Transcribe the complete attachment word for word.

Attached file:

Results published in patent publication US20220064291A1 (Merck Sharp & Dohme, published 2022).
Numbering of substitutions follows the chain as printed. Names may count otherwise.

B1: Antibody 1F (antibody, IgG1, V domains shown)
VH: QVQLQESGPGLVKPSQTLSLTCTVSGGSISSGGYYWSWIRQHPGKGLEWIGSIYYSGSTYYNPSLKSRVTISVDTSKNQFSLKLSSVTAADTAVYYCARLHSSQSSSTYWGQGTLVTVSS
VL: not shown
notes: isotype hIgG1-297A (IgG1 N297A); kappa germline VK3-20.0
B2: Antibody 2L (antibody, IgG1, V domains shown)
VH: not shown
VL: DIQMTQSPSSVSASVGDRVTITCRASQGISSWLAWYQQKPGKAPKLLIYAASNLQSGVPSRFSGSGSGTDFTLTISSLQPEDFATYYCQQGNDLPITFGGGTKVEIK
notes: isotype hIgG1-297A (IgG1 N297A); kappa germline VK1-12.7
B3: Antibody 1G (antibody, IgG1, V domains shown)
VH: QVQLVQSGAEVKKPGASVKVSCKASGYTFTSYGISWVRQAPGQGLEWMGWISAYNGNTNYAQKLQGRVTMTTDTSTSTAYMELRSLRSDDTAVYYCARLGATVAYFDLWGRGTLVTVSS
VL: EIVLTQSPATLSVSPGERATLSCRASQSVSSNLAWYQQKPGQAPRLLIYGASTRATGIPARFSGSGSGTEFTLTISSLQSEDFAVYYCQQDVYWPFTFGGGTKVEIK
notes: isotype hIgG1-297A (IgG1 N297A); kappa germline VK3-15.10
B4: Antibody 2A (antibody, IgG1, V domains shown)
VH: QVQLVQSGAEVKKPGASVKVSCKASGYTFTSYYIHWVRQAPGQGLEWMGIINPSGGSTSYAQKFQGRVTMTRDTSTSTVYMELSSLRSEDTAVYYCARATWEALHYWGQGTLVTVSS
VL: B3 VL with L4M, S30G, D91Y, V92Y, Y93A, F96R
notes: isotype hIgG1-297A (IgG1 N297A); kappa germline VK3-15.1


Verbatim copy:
Results published in patent publication US20220064291A1 (Merck Sharp & Dohme, published 2022).
Numbering of substitutions follows the chain as printed. Names may count otherwise.

B1: Antibody 1F (antibody, IgG1, V domains shown)
VH: QVQLQESGPGLVKPSQTLSLTCTVSGGSISSGGYYWSWIRQHPGKGLEWIGSIYYSGSTYYNPSLKSRVTISVDTSKNQFSLKLSSVTAADTAVYYCARLHSSQSSSTYWGQGTLVTVSS
VL: not shown
notes: isotype hIgG1-297A (IgG1 N297A); kappa germline VK3-20.0
B2: Antibody 2L (antibody, IgG1, V domains shown)
VH: not shown
VL: DIQMTQSPSSVSASVGDRVTITCRASQGISSWLAWYQQKPGKAPKLLIYAASNLQSGVPSRFSGSGSGTDFTLTISSLQPEDFATYYCQQGNDLPITFGGGTKVEIK
notes: isotype hIgG1-297A (IgG1 N297A); kappa germline VK1-12.7
B3: Antibody 1G (antibody, IgG1, V domains shown)
VH: QVQLVQSGAEVKKPGASVKVSCKASGYTFTSYGISWVRQAPGQGLEWMGWISAYNGNTNYAQKLQGRVTMTTDTSTSTAYMELRSLRSDDTAVYYCARLGATVAYFDLWGRGTLVTVSS
VL: EIVLTQSPATLSVSPGERATLSCRASQSVSSNLAWYQQKPGQAPRLLIYGASTRATGIPARFSGSGSGTEFTLTISSLQSEDFAVYYCQQDVYWPFTFGGGTKVEIK
notes: isotype hIgG1-297A (IgG1 N297A); kappa germline VK3-15.10
B4: Antibody 2A (antibody, IgG1, V domains shown)
VH: QVQLVQSGAEVKKPGASVKVSCKASGYTFTSYYIHWVRQAPGQGLEWMGIINPSGGSTSYAQKFQGRVTMTRDTSTSTVYMELSSLRSEDTAVYYCARATWEALHYWGQGTLVTVSS
VL: B3 VL with L4M, S30G, D91Y, V92Y, Y93A, F96R
notes: isotype hIgG1-297A (IgG1 N297A); kappa germline VK3-15.1